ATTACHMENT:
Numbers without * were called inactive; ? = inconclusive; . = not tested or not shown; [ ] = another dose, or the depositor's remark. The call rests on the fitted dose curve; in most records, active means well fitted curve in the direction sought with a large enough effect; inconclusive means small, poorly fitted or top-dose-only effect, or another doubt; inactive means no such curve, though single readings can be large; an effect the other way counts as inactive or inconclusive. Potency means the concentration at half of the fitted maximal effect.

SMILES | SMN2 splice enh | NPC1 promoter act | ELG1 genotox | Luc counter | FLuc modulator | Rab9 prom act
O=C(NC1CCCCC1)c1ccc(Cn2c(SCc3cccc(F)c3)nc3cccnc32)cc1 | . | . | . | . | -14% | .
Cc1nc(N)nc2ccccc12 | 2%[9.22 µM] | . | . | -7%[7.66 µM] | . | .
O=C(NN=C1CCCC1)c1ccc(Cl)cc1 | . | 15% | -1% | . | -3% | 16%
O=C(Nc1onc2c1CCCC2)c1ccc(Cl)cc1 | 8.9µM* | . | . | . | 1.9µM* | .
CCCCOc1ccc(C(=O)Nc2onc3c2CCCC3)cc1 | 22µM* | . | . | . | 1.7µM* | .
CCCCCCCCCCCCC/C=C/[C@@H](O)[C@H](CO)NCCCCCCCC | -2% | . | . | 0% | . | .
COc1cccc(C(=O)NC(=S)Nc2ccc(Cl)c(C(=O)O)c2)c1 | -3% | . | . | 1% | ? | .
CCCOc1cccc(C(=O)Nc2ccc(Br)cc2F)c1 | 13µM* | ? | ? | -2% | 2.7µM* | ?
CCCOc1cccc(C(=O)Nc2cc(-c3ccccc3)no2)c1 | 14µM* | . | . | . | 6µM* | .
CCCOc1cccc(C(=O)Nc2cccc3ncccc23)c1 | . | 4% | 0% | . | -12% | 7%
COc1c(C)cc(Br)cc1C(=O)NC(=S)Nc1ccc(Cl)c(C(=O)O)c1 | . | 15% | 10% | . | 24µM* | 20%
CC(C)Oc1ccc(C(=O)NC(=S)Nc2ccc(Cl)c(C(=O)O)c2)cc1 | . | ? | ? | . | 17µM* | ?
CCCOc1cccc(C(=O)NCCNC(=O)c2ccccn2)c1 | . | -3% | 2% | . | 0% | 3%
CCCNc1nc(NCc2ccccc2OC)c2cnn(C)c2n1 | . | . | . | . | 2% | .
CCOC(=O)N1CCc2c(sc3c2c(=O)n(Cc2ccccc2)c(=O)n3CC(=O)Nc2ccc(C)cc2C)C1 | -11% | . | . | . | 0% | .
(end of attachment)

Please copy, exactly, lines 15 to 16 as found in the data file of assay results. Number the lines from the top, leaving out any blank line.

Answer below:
CCCOc1cccc(C(=O)NCCNC(=O)c2ccccn2)c1 | . | -3% | 2% | . | 0% | 3%
CCCNc1nc(NCc2ccccc2OC)c2cnn(C)c2n1 | . | . | . | . | 2% | .